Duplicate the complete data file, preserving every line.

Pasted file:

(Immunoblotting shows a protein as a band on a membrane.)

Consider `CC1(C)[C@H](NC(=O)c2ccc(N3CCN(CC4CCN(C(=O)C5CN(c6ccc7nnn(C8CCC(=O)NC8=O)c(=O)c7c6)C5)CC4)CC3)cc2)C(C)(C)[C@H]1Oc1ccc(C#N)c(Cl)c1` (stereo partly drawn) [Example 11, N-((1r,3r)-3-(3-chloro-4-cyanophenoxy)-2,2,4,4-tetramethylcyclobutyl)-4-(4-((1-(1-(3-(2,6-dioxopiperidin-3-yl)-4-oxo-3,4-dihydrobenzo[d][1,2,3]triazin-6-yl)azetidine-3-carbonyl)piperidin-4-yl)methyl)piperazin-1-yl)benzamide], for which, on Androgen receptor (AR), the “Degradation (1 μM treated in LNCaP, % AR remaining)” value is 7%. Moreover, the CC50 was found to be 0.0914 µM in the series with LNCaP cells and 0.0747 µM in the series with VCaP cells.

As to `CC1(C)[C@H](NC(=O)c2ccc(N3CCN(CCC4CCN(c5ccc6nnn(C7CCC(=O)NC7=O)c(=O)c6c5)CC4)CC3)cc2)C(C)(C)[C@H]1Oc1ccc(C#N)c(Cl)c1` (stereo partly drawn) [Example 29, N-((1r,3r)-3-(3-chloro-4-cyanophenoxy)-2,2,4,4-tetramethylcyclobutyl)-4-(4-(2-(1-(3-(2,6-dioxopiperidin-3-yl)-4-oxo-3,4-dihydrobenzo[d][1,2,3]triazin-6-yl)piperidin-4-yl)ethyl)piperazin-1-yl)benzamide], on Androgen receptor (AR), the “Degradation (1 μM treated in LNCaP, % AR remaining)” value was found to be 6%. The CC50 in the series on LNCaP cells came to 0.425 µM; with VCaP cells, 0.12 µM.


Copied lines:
(Immunoblotting shows a protein as a band on a membrane.)

Consider `CC1(C)[C@H](NC(=O)c2ccc(N3CCN(CC4CCN(C(=O)C5CN(c6ccc7nnn(C8CCC(=O)NC8=O)c(=O)c7c6)C5)CC4)CC3)cc2)C(C)(C)[C@H]1Oc1ccc(C#N)c(Cl)c1` (stereo partly drawn) [Example 11, N-((1r,3r)-3-(3-chloro-4-cyanophenoxy)-2,2,4,4-tetramethylcyclobutyl)-4-(4-((1-(1-(3-(2,6-dioxopiperidin-3-yl)-4-oxo-3,4-dihydrobenzo[d][1,2,3]triazin-6-yl)azetidine-3-carbonyl)piperidin-4-yl)methyl)piperazin-1-yl)benzamide], for which, on Androgen receptor (AR), the “Degradation (1 μM treated in LNCaP, % AR remaining)” value is 7%. Moreover, the CC50 was found to be 0.0914 µM in the series with LNCaP cells and 0.0747 µM in the series with VCaP cells.

As to `CC1(C)[C@H](NC(=O)c2ccc(N3CCN(CCC4CCN(c5ccc6nnn(C7CCC(=O)NC7=O)c(=O)c6c5)CC4)CC3)cc2)C(C)(C)[C@H]1Oc1ccc(C#N)c(Cl)c1` (stereo partly drawn) [Example 29, N-((1r,3r)-3-(3-chloro-4-cyanophenoxy)-2,2,4,4-tetramethylcyclobutyl)-4-(4-(2-(1-(3-(2,6-dioxopiperidin-3-yl)-4-oxo-3,4-dihydrobenzo[d][1,2,3]triazin-6-yl)piperidin-4-yl)ethyl)piperazin-1-yl)benzamide], on Androgen receptor (AR), the “Degradation (1 μM treated in LNCaP, % AR remaining)” value was found to be 6%. The CC50 in the series on LNCaP cells came to 0.425 µM; with VCaP cells, 0.12 µM.